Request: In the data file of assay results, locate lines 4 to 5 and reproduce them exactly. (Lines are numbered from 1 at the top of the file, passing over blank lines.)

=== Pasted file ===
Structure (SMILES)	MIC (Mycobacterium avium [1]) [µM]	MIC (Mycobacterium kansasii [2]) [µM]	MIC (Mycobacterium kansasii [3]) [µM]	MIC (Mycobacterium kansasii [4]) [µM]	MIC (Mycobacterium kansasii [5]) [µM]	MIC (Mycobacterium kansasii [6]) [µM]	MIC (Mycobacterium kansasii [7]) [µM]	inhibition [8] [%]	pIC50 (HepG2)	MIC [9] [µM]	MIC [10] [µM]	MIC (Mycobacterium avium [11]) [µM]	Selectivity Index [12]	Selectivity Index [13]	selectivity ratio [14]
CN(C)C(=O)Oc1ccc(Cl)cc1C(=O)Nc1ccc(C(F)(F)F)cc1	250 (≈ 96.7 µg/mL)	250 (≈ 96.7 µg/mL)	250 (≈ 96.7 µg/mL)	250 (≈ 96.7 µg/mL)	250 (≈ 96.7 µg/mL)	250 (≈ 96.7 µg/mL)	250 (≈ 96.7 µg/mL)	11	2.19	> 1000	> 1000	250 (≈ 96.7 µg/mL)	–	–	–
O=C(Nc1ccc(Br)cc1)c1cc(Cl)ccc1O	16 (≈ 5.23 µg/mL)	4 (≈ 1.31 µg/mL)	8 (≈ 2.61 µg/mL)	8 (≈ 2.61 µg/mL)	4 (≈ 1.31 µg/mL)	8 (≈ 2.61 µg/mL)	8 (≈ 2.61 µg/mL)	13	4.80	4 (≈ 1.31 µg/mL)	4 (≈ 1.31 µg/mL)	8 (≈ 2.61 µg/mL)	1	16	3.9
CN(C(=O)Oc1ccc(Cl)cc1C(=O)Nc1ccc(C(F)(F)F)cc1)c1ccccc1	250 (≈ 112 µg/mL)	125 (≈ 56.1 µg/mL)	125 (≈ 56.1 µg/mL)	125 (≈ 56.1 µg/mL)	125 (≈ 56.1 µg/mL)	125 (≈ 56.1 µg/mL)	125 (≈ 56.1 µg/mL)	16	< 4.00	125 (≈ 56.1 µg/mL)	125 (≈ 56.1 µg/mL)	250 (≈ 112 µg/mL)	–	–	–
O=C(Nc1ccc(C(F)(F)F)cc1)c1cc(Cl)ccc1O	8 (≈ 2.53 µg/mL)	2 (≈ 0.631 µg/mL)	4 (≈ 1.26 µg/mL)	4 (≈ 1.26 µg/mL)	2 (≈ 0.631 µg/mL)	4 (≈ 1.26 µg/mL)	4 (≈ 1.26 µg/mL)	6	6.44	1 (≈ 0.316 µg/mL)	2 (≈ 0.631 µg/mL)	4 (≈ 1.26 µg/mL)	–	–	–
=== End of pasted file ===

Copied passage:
CN(C(=O)Oc1ccc(Cl)cc1C(=O)Nc1ccc(C(F)(F)F)cc1)c1ccccc1	250 (≈ 112 µg/mL)	125 (≈ 56.1 µg/mL)	125 (≈ 56.1 µg/mL)	125 (≈ 56.1 µg/mL)	125 (≈ 56.1 µg/mL)	125 (≈ 56.1 µg/mL)	125 (≈ 56.1 µg/mL)	16	< 4.00	125 (≈ 56.1 µg/mL)	125 (≈ 56.1 µg/mL)	250 (≈ 112 µg/mL)	–	–	–
O=C(Nc1ccc(C(F)(F)F)cc1)c1cc(Cl)ccc1O	8 (≈ 2.53 µg/mL)	2 (≈ 0.631 µg/mL)	4 (≈ 1.26 µg/mL)	4 (≈ 1.26 µg/mL)	2 (≈ 0.631 µg/mL)	4 (≈ 1.26 µg/mL)	4 (≈ 1.26 µg/mL)	6	6.44	1 (≈ 0.316 µg/mL)	2 (≈ 0.631 µg/mL)	4 (≈ 1.26 µg/mL)	–	–	–